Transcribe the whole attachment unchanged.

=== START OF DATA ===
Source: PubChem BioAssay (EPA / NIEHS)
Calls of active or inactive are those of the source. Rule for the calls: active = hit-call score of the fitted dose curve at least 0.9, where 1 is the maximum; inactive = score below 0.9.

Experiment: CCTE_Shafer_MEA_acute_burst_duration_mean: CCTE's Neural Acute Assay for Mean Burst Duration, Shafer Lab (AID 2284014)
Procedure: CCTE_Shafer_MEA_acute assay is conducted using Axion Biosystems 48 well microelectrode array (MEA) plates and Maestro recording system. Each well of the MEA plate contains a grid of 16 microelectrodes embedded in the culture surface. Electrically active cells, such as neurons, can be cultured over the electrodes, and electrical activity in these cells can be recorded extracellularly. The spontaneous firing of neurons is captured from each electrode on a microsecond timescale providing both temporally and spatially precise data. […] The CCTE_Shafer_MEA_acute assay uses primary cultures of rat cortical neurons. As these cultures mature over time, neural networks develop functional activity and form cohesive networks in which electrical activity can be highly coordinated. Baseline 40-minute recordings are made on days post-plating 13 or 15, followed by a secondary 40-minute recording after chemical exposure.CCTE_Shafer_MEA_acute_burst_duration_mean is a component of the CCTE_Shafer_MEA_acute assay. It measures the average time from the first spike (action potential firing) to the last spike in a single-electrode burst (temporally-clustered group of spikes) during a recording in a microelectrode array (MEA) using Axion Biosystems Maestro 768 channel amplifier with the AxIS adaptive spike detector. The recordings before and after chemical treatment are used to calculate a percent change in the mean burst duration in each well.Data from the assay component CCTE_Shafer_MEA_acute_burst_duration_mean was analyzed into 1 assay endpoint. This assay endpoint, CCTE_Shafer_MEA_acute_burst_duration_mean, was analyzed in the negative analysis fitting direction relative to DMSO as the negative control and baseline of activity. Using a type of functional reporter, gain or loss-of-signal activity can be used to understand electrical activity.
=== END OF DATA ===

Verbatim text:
Source: PubChem BioAssay (EPA / NIEHS)
Calls of active or inactive are those of the source. Rule for the calls: active = hit-call score of the fitted dose curve at least 0.9, where 1 is the maximum; inactive = score below 0.9.

Experiment: CCTE_Shafer_MEA_acute_burst_duration_mean: CCTE's Neural Acute Assay for Mean Burst Duration, Shafer Lab (AID 2284014)
Procedure: CCTE_Shafer_MEA_acute assay is conducted using Axion Biosystems 48 well microelectrode array (MEA) plates and Maestro recording system. Each well of the MEA plate contains a grid of 16 microelectrodes embedded in the culture surface. Electrically active cells, such as neurons, can be cultured over the electrodes, and electrical activity in these cells can be recorded extracellularly. The spontaneous firing of neurons is captured from each electrode on a microsecond timescale providing both temporally and spatially precise data. […] The CCTE_Shafer_MEA_acute assay uses primary cultures of rat cortical neurons. As these cultures mature over time, neural networks develop functional activity and form cohesive networks in which electrical activity can be highly coordinated. Baseline 40-minute recordings are made on days post-plating 13 or 15, followed by a secondary 40-minute recording after chemical exposure.CCTE_Shafer_MEA_acute_burst_duration_mean is a component of the CCTE_Shafer_MEA_acute assay. It measures the average time from the first spike (action potential firing) to the last spike in a single-electrode burst (temporally-clustered group of spikes) during a recording in a microelectrode array (MEA) using Axion Biosystems Maestro 768 channel amplifier with the AxIS adaptive spike detector. The recordings before and after chemical treatment are used to calculate a percent change in the mean burst duration in each well.Data from the assay component CCTE_Shafer_MEA_acute_burst_duration_mean was analyzed into 1 assay endpoint. This assay endpoint, CCTE_Shafer_MEA_acute_burst_duration_mean, was analyzed in the negative analysis fitting direction relative to DMSO as the negative control and baseline of activity. Using a type of functional reporter, gain or loss-of-signal activity can be used to understand electrical activity.